Planning around risk
In 2021, the state Department of Natural Resources developed a map of regions that are considered interface areas to gain a better understanding of where new properties are being developed.
Ashley Blazina Cooper, the department’s environmental justice and Western Washington forest health planner, said identifying these properties helps the state formulate a plan to protect these communities.
“Folks need to be aware of where the WUI is occurring and how that changes what can actually be built in that environment,” Cooper said.
Also in 2021, the Washington State Building Code Council, an advisory state agency, began considering proposals for a WUI Code, which it hopes to implement next year. According to Cooper, the map she helped develop will define which areas are affected by the new regulations.
Current proposals being considered aim to enforce defensible-space requirements around houses where no burnable vegetation can grow, or adding construction requirements like noncombustible materials for the exteriors of homes.
When Holman tried to get Flowery Trail added to a Stevens County fire district, he said the fire department’s representatives were reluctant. Back then, the neighborhood’s forests were thick and the community had too many fire risks, like fallen trees.
After five years of fuel-reduction programs and significant help from the Department of Natural Resources, Holman said Flowery Trail finally joined Stevens County Fire District 4 around 2014. The coverage they received is conditional and renews yearly.
“The contract states that we must maintain ‘home hardiness’ — which is clearing all the burnables away from your home or your cabin,” Holman said.
Meanwhile, in the state House of Representatives, House Bill 1099 seeks to add a climate aspect to the state’s Growth Management Act. It would recommend reducing new growth in the wildland-urban interface area while developing buffer zones and wildfire preparation measures to protect existing residential areas in those regions.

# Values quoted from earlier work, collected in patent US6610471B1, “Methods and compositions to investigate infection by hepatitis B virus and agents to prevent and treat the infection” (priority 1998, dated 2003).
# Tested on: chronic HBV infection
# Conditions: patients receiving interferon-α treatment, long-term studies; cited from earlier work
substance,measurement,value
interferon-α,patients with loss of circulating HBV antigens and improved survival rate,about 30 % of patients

Rep. Davina Duerr, D-Bothell, the bill’s primary sponsor, said climate resilience must be added to the growth act to effectively manage urban sprawl.
“The point of the bill is that we need to be smart about how we develop and where we develop,” Duerr said.
The bill failed to pass the past two legislative sessions. She said she plans to reintroduce it next session and is hopeful for its outcome.
According to Duerr, the bill’s most vocal supporters were firefighters, who are frequently called to areas farther away from their departments to fight fires. For Duerr, mitigating sprawl with HB 1099 means reducing pressures to expand and maintain infrastructure like roads and fire services.
But for people already living in these communities, access to those services is already in high demand.
Patty O’Hearn, like Holman, is retired. She owns about 40 acres of forested property in Kittitas County, on the eastern slope of the Cascades, and she said she surveys her property nearly every day in search of trees that need to be thinned or brush that needs removal.
Over the years, O’Hearn has acquired a chipper, some chainsaws, even a brush mower—but she knows that not everyone can afford to do that.
“Some of my neighbors don’t have the funds or the equipment, or their property is such that they need people who know what they’re doing to come in and do handwork,” O’Hearn said.
Mitigating wildfires gets even more complicated when renters come into the picture. Katie Fields, community program manager at the Washington Environmental Council, a policy advocacy group, said farmworkers and other people who rent generally have fewer resources and more limitations on what they can do.
“Removing vegetation, changing building materials and things like that aren’t really accessible inherently to renters,” Fields said.